Monday, August 23, 2010

8/23/10 Post


News
Hungary Central Bank Keeps Key Rate On Hold As Expected
The National Bank of Hungary's monetary policy council Monday left its key rate on hold, as expected, as looming fiscal concerns persist in Hungary and across Europe.
EU Says Greece Is Ahead of Schedule on Deficit-Cutting, Sees Loan Approval
Greece is ahead of schedule in meeting its deficit-cutting commitments and making structural reforms, putting the country on track to secure the next loan installment, the European Commission said.
LA unveils $578M school, costliest in the nation
Next month's opening of the Robert F. Kennedy Community Schools will make the inauguration of the nation;s most expensive public school ever with an eye-popping price tag of $578 million.
China becomes world's second-largest economy
As China's economy last week nudged Japan's into second place in the world rankings, it was a reminder, if any was needed, of its growing importance and influence. China may be only 1/10th of Japan's gross domestic product per capita, but there is no disputing when it comes to trade that China is the 800 lb. gorilla.
Foreclosure prevention program losing its punch
Only 36,695 troubled homeowners received long-term mortgage modifications in July under the Obama administration's Home Affordable Modification Program. This brings the total to 434,717 borrowers who have successfully made it out of the trial phase.
Facing Budget Gaps, Cities Sell Parking, Airports, Zoo
Cities and states across the nation are selling and leasing everything from airports to zoos—a fire sale that could help plug budget holes now but worsen their financial woes over the long run.
California's Furlough Fridays are back
The furloughs affect about 150,000 state employees and will save $150 million a month, the governor's office said.
Government Debt: A Bubble in the Treasury Market?
Treasury bonds maturing in 20 years or more have returned 21 percent so far this year.
Brokers could face fines over 'flash crash'
Brokers who may have had a role in May's devastating "flash crash" could face fines from the Financial Industry Regulatory Authority.
Mortgage Fraud Is Rising, With a Twist
Adopting to Tighter Rules After Collapse, Scammers Turn to More Complex Plots.
Five 'new normals' that really will stick
Whenever we go through a major change in our culture, it seems we have to adjust to 'the new normal.' And today is no exception.
Government says more than 23K workers affected by Gulf of Mexico drilling ban
A six-month ban on deepwater drilling in the Gulf of Mexico would directly put more than 9,000 people out of work and indirectly affect another 14,000 jobs.
Economic Reports This Week
Data will include existing home sales for July (Tuesday); durable goods for July and new home sales for July (Wednesday); weekly jobless claims (Thursday); and the first revision of second-quarter gross domestic product and the Thomson Reuters/University of Michigan consumer sentiment index for August (Friday).
Gulf Coast tourism suffers from perception of oil-coated towns and may take years to recover
With the summer tourist season coming to a close after Labor Day weekend, destinations are scrambling to keep businesses afloat and hang on to the region's 400,000 travel industry jobs.
McConnell Insists Repeal Of Tax Cuts Wouldn't Generate Revenue
“The problem is the spending problem," he said. "If we grind down the spending, we'll begin to get a handle on this."
American Crossroads Collects More Million-Dollar Checks
In its July filing with the IRS, Amercian Crossroads reported receiving $1 million from the Jerry Perenchino Living Trust and $1 million from the Dixie Rice Agricultural Corp.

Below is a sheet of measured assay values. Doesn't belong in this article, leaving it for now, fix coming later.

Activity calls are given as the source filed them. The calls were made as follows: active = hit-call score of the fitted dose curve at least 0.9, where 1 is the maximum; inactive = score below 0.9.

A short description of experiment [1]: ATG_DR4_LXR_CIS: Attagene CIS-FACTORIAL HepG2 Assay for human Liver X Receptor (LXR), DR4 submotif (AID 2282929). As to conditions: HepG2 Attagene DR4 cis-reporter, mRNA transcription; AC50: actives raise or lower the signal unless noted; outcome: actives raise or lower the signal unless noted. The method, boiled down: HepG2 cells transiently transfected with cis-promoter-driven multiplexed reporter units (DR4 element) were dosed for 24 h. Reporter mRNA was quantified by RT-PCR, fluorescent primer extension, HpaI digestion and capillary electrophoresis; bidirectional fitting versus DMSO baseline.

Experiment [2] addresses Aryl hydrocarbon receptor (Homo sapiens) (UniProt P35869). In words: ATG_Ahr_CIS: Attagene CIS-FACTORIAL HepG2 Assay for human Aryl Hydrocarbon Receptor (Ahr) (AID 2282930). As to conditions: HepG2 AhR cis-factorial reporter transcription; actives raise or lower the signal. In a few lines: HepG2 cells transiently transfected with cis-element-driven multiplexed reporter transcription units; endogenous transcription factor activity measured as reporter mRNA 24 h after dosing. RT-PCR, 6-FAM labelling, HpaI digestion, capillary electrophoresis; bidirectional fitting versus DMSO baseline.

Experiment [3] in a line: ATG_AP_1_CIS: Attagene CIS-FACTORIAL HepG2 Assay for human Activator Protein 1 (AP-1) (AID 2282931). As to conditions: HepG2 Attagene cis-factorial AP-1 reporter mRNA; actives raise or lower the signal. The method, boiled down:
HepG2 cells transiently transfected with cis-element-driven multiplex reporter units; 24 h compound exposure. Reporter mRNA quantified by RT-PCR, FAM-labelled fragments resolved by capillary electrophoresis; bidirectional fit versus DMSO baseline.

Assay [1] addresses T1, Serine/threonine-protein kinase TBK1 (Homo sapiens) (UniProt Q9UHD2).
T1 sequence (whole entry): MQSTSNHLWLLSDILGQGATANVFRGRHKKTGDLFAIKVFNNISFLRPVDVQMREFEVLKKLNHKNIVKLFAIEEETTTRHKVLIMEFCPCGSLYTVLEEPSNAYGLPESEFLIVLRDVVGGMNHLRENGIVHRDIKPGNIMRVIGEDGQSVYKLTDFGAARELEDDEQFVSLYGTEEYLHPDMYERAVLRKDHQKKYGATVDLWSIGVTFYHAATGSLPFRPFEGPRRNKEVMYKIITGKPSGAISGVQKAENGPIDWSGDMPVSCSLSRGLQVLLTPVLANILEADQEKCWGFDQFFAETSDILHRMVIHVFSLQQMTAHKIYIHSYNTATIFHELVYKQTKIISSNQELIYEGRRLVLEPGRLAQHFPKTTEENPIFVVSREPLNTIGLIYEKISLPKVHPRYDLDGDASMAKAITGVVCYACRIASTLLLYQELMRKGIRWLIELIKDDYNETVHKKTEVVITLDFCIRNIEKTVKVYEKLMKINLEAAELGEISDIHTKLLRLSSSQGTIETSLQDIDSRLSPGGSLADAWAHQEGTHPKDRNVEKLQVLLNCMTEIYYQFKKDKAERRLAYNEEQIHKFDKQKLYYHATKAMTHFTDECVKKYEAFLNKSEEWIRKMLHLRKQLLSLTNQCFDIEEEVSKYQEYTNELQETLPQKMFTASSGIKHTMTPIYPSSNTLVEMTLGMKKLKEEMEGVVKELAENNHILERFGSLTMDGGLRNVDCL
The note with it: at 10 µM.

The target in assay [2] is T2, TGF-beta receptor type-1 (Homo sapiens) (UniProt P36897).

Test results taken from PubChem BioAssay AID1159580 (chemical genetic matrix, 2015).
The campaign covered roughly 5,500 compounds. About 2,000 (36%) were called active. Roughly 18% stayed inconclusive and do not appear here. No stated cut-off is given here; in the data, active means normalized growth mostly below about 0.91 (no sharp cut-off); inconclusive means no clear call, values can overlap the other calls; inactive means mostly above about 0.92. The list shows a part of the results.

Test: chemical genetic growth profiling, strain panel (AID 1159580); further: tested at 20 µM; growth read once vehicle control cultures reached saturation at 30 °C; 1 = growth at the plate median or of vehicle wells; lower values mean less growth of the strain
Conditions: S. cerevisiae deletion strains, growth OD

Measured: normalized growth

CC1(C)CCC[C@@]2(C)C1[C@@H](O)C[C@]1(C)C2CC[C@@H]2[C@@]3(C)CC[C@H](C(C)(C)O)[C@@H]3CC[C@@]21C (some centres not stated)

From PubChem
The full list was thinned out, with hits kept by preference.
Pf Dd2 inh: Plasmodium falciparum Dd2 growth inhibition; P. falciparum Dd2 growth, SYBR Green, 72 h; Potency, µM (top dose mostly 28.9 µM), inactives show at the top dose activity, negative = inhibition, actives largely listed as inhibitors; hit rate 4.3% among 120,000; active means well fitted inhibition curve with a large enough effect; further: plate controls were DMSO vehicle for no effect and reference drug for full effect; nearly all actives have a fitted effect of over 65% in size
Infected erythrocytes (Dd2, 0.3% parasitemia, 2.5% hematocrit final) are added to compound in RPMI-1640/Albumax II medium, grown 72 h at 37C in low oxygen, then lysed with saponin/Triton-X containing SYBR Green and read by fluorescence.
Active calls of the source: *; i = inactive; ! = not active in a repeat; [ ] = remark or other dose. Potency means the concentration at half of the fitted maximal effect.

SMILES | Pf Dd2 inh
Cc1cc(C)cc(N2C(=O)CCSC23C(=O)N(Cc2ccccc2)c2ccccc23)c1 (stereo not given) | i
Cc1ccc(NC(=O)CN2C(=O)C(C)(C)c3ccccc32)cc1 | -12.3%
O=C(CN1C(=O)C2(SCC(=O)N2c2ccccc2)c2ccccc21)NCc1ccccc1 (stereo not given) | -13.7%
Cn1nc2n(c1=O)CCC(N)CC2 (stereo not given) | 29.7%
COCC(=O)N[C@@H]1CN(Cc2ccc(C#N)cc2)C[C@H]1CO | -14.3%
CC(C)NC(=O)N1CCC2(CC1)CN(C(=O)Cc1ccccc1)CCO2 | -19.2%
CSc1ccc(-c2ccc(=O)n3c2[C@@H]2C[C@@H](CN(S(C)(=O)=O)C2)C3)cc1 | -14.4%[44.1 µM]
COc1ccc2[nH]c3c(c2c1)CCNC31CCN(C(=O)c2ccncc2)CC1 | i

Credit-Card Rates Climb
Levels Hit Nine-Year High as New Rules Limiting Penalty Fees Help Fuel Rise.

Blogs
Has ObamaCare’s Unpopularity Caused ‘Abject Panic at the White House’?
Americans still support ObamaCare’s price controls — which force insurance companies to over-charge the healthy and under-charge the sick — by 58-42 percent. But as President Obama has himself acknowledged, those price controls don’t work without the individual mandate. Unless a majority also supports the mandate, you don’t have majority support for either.
Surreal Environmental Regulations ? Even for California
This November, along with a host of anxious politicians, California’s own greenhouse gas law, AB 32, will be on the ballot.
GM: Successful Bailout or Successful Restructuring?
General Motors is making moves to sell some of its government-owned stock back to the private sector in what would be one of the largest initial public offerings in U.S. history.
The Left is in Full Retreat
Health care is not the only issue where the left is retreating in the face of strong disapproval from the American people.
Where Is the V-Shaped Recovery?
Unemployment and continuing claims have started to rise again. This isn't what happens in V-shaped recoveries.
Chamber of Commerce Reenters Dark Ages
Senior director says it's women's choices that have maintained the pay gap.
Growing Rental Trends Undermining US Home Sales
The American dream is on hold as the convenience of renting outweighs the risks and hassles of owning a home in this market.
Congressional Budget Office Says We Can Maximize Long-Run Economic Output with 100 Percent Tax Rates
The Capitol Hill bureaucracy basically has a deficit-├╝ber-alles view of fiscal policy. CBO’s long-run perspective is that deficits reduce output by “crowding out” private capital and that anything that results in lower deficits (or larger surpluses) will improve economic performance — even if this means big increases in tax rates.
July Unemployment Rates, by State: Uneven Progress
The job market’s slow recovery was a bit uneven last month, the Labor Department’s report on state employment showed Friday.
Which States Expected and Got the Worst?
Believe it or not, most politicians and bureaucrats don't live in a total vacuum, despite recent evidence to the contrary. If they know that trouble lies ahead, they prepare for it.
Secondary Sources: Bankruptcies, Education, Death of Manufacturing
A roundup of economic news from around the Web.
Perils of Macro Aggregation
Richard Ebeling, as usual, does an excellent job of showing how the inability to see macroeconomic phenomena as the outcome of complex micro-processes leads to poor policy prescriptions.
U.S. Debt: An Expensive Habit
If the US keeps borrowing money to finance large budget deficits, will the rest of the world have enough money to lend? A new paper from two economists, one of whom works for the US Treasury, suggests the US can make it through the year 2020, but only at great expense.